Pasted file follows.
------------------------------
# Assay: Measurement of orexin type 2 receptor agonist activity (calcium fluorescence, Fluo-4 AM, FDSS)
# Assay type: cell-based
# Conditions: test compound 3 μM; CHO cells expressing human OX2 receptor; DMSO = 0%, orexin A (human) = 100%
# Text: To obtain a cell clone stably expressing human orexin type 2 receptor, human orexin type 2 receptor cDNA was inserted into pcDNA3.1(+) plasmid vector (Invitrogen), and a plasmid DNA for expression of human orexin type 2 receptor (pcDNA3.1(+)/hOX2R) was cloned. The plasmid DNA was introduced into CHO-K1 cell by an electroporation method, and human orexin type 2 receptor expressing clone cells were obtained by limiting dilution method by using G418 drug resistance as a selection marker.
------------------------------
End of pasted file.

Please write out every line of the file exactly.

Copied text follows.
# Assay: Measurement of orexin type 2 receptor agonist activity (calcium fluorescence, Fluo-4 AM, FDSS)
# Assay type: cell-based
# Conditions: test compound 3 μM; CHO cells expressing human OX2 receptor; DMSO = 0%, orexin A (human) = 100%
# Text: To obtain a cell clone stably expressing human orexin type 2 receptor, human orexin type 2 receptor cDNA was inserted into pcDNA3.1(+) plasmid vector (Invitrogen), and a plasmid DNA for expression of human orexin type 2 receptor (pcDNA3.1(+)/hOX2R) was cloned. The plasmid DNA was introduced into CHO-K1 cell by an electroporation method, and human orexin type 2 receptor expressing clone cells were obtained by limiting dilution method by using G418 drug resistance as a selection marker.